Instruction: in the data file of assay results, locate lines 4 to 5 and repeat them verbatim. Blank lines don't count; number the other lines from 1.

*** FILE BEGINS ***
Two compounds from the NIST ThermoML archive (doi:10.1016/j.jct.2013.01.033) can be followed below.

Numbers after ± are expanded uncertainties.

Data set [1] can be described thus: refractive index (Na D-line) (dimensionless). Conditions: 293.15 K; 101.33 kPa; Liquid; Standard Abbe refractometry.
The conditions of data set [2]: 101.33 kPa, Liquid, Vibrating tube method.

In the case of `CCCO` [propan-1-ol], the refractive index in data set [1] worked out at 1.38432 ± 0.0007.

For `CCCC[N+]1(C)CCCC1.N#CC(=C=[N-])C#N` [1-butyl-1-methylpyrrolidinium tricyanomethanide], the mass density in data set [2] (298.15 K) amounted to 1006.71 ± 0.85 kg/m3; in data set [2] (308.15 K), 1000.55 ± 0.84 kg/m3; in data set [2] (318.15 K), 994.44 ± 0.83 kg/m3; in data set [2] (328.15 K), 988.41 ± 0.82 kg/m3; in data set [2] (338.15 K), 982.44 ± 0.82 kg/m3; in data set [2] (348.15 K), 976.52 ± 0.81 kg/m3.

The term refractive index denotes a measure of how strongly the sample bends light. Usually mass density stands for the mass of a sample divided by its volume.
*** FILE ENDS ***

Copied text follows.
The conditions of data set [2]: 101.33 kPa, Liquid, Vibrating tube method.

In the case of `CCCO` [propan-1-ol], the refractive index in data set [1] worked out at 1.38432 ± 0.0007.